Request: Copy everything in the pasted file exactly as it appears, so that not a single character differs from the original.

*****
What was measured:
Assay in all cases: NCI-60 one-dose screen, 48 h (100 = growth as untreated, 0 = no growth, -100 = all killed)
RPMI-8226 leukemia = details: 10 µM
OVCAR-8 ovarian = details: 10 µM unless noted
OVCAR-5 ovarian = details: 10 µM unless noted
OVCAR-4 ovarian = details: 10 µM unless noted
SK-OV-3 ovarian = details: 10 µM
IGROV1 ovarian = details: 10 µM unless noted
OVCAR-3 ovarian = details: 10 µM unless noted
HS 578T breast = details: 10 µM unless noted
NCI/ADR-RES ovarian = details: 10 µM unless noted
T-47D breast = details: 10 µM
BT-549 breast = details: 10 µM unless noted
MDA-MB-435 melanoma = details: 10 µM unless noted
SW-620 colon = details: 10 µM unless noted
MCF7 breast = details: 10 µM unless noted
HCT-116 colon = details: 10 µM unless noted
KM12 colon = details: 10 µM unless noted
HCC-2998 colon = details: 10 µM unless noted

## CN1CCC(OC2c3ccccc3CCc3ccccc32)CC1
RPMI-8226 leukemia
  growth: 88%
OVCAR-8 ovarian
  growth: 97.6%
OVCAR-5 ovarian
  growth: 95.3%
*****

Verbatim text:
What was measured:
Assay in all cases: NCI-60 one-dose screen, 48 h (100 = growth as untreated, 0 = no growth, -100 = all killed)
RPMI-8226 leukemia = details: 10 µM
OVCAR-8 ovarian = details: 10 µM unless noted
OVCAR-5 ovarian = details: 10 µM unless noted
OVCAR-4 ovarian = details: 10 µM unless noted
SK-OV-3 ovarian = details: 10 µM
IGROV1 ovarian = details: 10 µM unless noted
OVCAR-3 ovarian = details: 10 µM unless noted
HS 578T breast = details: 10 µM unless noted
NCI/ADR-RES ovarian = details: 10 µM unless noted
T-47D breast = details: 10 µM
BT-549 breast = details: 10 µM unless noted
MDA-MB-435 melanoma = details: 10 µM unless noted
SW-620 colon = details: 10 µM unless noted
MCF7 breast = details: 10 µM unless noted
HCT-116 colon = details: 10 µM unless noted
KM12 colon = details: 10 µM unless noted
HCC-2998 colon = details: 10 µM unless noted

## CN1CCC(OC2c3ccccc3CCc3ccccc32)CC1
RPMI-8226 leukemia
  growth: 88%
OVCAR-8 ovarian
  growth: 97.6%
OVCAR-5 ovarian
  growth: 95.3%